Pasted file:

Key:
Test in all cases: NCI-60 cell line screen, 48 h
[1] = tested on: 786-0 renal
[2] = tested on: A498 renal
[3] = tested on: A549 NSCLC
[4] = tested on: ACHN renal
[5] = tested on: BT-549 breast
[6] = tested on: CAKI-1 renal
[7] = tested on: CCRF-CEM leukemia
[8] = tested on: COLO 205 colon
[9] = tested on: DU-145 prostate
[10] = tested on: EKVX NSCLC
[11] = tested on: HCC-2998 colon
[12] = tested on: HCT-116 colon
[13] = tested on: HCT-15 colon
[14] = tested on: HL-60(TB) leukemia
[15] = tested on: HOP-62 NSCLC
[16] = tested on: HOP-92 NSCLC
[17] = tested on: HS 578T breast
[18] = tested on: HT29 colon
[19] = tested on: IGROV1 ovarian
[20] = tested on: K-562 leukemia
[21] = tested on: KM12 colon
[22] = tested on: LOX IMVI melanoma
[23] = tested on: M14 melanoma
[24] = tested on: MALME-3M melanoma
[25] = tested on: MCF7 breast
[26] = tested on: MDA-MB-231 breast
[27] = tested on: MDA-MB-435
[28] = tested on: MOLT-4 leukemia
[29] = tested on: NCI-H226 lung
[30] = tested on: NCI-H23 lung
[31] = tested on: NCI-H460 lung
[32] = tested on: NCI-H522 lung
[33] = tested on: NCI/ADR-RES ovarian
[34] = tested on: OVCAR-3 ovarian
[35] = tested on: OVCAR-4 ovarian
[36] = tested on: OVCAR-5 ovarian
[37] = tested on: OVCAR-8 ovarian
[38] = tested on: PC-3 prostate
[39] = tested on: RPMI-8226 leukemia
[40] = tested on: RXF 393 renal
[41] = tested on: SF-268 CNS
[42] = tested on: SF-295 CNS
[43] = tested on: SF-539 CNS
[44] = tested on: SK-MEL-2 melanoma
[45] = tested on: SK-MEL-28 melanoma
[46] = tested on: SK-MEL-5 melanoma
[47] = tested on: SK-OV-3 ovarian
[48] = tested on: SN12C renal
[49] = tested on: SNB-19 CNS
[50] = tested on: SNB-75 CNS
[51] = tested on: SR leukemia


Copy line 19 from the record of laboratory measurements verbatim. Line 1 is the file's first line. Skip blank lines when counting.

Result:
[17] = tested on: HS 578T breast